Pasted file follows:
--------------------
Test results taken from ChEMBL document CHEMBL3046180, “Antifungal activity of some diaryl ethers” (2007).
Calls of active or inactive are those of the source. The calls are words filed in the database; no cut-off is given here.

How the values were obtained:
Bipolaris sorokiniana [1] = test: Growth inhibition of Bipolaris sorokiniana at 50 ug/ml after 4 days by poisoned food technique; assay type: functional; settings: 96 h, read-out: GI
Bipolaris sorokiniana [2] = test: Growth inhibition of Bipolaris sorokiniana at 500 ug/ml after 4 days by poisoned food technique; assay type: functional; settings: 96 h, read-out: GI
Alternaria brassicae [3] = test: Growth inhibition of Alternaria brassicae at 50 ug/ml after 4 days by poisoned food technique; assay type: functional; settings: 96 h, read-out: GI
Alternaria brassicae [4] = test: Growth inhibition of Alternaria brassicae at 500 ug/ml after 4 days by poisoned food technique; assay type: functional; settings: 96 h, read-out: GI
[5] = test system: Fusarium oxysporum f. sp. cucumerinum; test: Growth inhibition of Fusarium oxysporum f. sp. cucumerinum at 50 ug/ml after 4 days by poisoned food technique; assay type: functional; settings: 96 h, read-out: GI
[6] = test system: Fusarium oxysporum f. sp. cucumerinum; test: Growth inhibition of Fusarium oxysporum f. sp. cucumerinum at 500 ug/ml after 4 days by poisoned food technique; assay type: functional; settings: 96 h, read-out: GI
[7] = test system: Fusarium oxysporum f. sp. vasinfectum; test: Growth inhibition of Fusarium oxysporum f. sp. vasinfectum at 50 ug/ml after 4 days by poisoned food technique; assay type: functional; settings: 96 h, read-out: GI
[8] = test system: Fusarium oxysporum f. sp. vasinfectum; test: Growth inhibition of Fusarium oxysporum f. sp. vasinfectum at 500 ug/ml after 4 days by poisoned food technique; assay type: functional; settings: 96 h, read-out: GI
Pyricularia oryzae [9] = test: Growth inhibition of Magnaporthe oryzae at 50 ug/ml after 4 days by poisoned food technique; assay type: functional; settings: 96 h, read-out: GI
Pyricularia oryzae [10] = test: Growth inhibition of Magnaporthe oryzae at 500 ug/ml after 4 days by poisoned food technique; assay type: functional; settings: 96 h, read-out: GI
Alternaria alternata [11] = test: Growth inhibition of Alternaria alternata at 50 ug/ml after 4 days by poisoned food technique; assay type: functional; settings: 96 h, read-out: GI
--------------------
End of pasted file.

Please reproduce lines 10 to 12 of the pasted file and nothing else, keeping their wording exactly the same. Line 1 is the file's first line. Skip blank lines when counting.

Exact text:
[7] = test system: Fusarium oxysporum f. sp. vasinfectum; test: Growth inhibition of Fusarium oxysporum f. sp. vasinfectum at 50 ug/ml after 4 days by poisoned food technique; assay type: functional; settings: 96 h, read-out: GI
[8] = test system: Fusarium oxysporum f. sp. vasinfectum; test: Growth inhibition of Fusarium oxysporum f. sp. vasinfectum at 500 ug/ml after 4 days by poisoned food technique; assay type: functional; settings: 96 h, read-out: GI
Pyricularia oryzae [9] = test: Growth inhibition of Magnaporthe oryzae at 50 ug/ml after 4 days by poisoned food technique; assay type: functional; settings: 96 h, read-out: GI